vGIS Extends Augmented Reality Solution with vSite


PART I: Is Now the Time for Augmented Reality in Construction--Trimble AR Connect

PART II: vGIS Extends AR Solution for Utilities

PART III: XYZ Coming to Market With Ultra-Accurate Construction AR

Toronto-based vGIS is not the incumbent and not a well-recognized construction technology giant, but Founder and CEO Alex Pestov said the company has some differentiators for its augmented reality solution and a new solution aimed specifically at utility and heavy construction that are helping them make rapid inroads in the market. The company employed 20 at the time of our September 2024 discovery call, and was getting word to market on vSite, its new offering.

The complement of employees is extended by a team of partners and resellers. The company does sell direct, but also relies on partner-led sales by independent dealers and through a global distribution agreement with Leica Geosystems, whose dealers are authorized to resell vGIS products. This includes the vGIS augmented reality solution as well as the new product, vSite.

“Our number one priority is the vSite construction coordination platform we unveiled at the Advancing Construction Technology Conference,” Pestov said. “It is highly specialized for infrastructure construction projects, including everything that happens outside like highways and utility relocations. And we feel that we bring a unique value proposition that combines augmented reality, paired with the three-dimensional digital twin, accessible 24/7 that can be used in a very unique way to complete common workflows such as RFI processes and review of designs. We are continuously enriching vSite’s capabilities for bringing in data that is relevant for the reduction of site visits and rework by making data available to the users who can benefit from it.”

Contractors looking for a straightforward construction AR or mixed reality solution can still look to vGIS, but vSite according to Pestov extends that solution to settings where AR and mixed reality solutions are often poorly suited. vSite also extends vGIS with a common data environment that can contain a broad spectrum of geospatial data.

Apart from this common data environment, Pestov said vSite users will be able to reduce visits to the site, compare multiple design changes and select the optimal one and quickly identify utility locations. As work progresses, project stages can be captured with time stamps for an indelible record of work. The final project is archived, including multiple scans of each area to reveal what was done when and what is obscured underground.

“What we are designing is a geospatial hub that works hand-in-hand with vGIS, but it gives you the optimal tools for the job, depending on where you do your job, and depending on the type of job that you do,” Pestov said. “We combine AR with a GIS application where things can be located and married up with a model and our view of the project site. The solution can use any type of geospatial data a customer wants to include, be that from BlueBeam, GIS or point clouds produced by Drone Deploy or PIX4D. This gives users a complete geographic context to your data that you use on a construction site.”

vGIS for Construction AR

The original offering, vGIS, can still be bought as a standalone system, and will be a fit for contractors intent on using it either outdoors or indoors with the strongest applications being outdoors.

“We have centimeter-level accuracy outdoors—and that can theoretically be sub-centimeter,” Pestov said. “For that, we use a high-precision Leica GS18 which can get us to within 7 mm. But practical accuracy is complicated by things like tilting the device. We have a very unique feature—software-based tilt compensation—but there is a delay so accuracy can temporarily fall to between one and 4 or 5 centimeters. But accuracy does not degrade over time as you move for miles.”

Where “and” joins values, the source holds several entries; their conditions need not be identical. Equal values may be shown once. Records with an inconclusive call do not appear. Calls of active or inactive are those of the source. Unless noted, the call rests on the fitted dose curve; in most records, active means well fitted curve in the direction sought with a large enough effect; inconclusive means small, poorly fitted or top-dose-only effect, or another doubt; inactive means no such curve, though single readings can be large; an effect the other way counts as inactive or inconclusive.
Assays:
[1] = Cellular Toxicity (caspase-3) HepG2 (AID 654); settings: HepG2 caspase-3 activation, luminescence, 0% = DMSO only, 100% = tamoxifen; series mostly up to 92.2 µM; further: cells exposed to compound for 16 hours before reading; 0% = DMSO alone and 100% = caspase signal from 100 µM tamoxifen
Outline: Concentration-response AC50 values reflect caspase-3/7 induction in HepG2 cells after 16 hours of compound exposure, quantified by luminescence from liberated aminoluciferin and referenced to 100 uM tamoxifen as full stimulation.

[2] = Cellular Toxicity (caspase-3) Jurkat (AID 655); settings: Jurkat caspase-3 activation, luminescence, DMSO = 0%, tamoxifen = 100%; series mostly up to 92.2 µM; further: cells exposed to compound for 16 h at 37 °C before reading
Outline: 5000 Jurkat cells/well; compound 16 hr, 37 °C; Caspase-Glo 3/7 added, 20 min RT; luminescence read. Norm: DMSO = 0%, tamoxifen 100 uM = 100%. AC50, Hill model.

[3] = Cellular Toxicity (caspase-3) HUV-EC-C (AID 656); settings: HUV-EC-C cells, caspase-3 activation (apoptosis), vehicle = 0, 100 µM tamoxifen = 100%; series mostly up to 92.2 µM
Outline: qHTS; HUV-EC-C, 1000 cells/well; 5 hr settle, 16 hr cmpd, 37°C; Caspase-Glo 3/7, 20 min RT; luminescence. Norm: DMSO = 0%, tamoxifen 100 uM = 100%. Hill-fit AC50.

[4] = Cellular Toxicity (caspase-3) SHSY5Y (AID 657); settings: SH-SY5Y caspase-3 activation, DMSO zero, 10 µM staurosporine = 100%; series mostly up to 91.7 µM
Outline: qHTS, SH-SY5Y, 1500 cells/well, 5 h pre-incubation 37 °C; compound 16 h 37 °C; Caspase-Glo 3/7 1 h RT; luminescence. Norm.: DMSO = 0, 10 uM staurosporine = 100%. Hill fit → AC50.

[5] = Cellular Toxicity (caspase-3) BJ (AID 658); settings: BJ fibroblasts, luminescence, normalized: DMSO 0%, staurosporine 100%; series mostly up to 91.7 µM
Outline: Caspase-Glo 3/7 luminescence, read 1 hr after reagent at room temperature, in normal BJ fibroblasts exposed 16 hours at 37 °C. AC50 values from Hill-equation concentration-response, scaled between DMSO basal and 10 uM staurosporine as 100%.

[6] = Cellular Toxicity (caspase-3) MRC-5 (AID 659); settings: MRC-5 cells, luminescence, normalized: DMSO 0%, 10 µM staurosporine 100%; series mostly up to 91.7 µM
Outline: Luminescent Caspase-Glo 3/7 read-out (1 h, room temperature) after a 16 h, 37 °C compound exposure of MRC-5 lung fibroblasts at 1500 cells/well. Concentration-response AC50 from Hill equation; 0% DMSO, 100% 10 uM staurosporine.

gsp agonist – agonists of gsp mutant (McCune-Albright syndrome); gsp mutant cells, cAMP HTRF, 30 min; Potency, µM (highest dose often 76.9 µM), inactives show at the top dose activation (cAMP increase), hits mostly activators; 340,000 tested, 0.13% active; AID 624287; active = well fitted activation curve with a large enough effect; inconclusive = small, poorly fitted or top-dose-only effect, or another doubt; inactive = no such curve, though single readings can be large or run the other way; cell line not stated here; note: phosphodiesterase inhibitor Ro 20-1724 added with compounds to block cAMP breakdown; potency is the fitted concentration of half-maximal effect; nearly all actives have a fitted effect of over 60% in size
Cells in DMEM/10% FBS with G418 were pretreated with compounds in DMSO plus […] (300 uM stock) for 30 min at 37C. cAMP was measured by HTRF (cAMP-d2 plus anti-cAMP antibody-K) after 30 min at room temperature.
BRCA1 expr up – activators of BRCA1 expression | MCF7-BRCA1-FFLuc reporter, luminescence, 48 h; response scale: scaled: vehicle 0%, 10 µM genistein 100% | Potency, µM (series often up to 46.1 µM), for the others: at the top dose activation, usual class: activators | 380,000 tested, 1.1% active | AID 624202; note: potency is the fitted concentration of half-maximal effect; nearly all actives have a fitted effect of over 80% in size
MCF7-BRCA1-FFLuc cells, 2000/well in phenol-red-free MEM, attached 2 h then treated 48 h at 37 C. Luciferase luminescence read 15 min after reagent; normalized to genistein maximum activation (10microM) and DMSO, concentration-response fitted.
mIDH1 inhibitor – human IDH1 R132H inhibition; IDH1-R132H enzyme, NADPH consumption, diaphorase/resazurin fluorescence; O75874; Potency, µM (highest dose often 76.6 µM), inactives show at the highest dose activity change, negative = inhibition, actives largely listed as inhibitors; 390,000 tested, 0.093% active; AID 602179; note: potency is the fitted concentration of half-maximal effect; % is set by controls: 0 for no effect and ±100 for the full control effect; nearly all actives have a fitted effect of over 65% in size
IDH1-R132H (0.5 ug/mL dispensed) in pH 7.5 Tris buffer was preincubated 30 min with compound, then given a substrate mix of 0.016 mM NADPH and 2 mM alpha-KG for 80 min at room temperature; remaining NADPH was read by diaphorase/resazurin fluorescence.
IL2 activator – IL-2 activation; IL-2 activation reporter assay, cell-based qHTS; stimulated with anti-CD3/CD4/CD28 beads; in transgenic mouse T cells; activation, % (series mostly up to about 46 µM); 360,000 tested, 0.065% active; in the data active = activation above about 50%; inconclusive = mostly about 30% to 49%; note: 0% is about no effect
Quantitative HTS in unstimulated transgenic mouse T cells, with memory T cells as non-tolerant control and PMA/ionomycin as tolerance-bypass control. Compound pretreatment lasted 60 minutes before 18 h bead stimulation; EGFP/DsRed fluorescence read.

vGIS supports Microsoft Hololens and Hololens2, and delivers a mixed reality experience on both iOS and Android devices. Like Trimble SiteVision, vGIS can also open the mixed reality experience to remote users for collaboration.

“vGIS is a good tool for indoors, especially when extending it for mixed reality,” Pestov said, adding that the list of supported devices will be growing shortly, and that a patent pending calibration tool for QR Codes simplifies preparing a site for augmented reality. “If someone is replacing VisualLive, this is a good replacement.”

vGIS and vSite Pricing and Market

The vGIS construction AR solution can cost a contractor as little as $100 per month for a single user using a bring your own device (BYOD) approach, which Pestov said most customers do. There is no minimum number of users for vGIS.

vSite will typically sell for 10 users to thousands of users on a project, with pricing based on the size of the site, hinting that prospects with larger projects can press him for discounts during the market launch.

Pestov said the company is targeting key segments with vSite including:

  • General primary contractors for infrastructure work and larger infrastructure consortiums
  • Consulting engineering firms which can use the technology for designing models, explaining models to customers and updating the model in response to change orders and feedback
  • Federal and state governments including departments of transportation
  • Utilities for larger projects like utility relocation work, where they can get comprehensive view of the as-built immediately on completion

vGIS will also be a fit for vertical construction, according to Pestov.

“We are told vGIS is one of the best if not the best AR tool for vertical construction because of the workflows for positioning and the advanced positioning capabilities we have,” Pestov said. “But vSite is primarily for civil or horizontal construction.”

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